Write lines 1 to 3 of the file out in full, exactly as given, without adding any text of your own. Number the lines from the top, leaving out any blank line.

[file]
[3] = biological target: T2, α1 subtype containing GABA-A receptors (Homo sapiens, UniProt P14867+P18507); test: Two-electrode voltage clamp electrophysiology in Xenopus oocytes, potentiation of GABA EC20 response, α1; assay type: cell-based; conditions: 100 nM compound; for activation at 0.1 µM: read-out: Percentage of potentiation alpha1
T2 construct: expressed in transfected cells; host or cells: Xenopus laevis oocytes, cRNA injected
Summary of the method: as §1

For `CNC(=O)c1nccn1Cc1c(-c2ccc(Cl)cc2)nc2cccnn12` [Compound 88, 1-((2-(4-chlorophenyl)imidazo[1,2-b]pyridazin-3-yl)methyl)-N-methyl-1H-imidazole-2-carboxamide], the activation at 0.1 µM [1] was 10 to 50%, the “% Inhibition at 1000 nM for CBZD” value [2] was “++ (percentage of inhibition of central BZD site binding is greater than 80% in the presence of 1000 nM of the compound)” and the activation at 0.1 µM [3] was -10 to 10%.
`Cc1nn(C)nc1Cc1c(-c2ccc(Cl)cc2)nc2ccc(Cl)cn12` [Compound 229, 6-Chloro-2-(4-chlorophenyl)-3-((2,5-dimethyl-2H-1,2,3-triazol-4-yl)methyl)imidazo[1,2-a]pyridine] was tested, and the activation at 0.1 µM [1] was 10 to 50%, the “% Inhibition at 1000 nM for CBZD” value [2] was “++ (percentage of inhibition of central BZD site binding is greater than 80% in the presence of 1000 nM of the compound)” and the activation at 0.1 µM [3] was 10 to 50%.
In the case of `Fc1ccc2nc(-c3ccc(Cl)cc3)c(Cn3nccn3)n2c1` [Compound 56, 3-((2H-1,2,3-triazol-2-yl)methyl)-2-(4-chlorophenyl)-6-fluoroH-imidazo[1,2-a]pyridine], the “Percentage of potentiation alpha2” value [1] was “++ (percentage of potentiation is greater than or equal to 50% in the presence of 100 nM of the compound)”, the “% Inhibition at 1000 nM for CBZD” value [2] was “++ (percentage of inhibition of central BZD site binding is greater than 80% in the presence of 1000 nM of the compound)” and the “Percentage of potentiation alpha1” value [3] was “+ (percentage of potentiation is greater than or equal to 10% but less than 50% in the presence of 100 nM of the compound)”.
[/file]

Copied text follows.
[3] = biological target: T2, α1 subtype containing GABA-A receptors (Homo sapiens, UniProt P14867+P18507); test: Two-electrode voltage clamp electrophysiology in Xenopus oocytes, potentiation of GABA EC20 response, α1; assay type: cell-based; conditions: 100 nM compound; for activation at 0.1 µM: read-out: Percentage of potentiation alpha1
T2 construct: expressed in transfected cells; host or cells: Xenopus laevis oocytes, cRNA injected
Summary of the method: as §1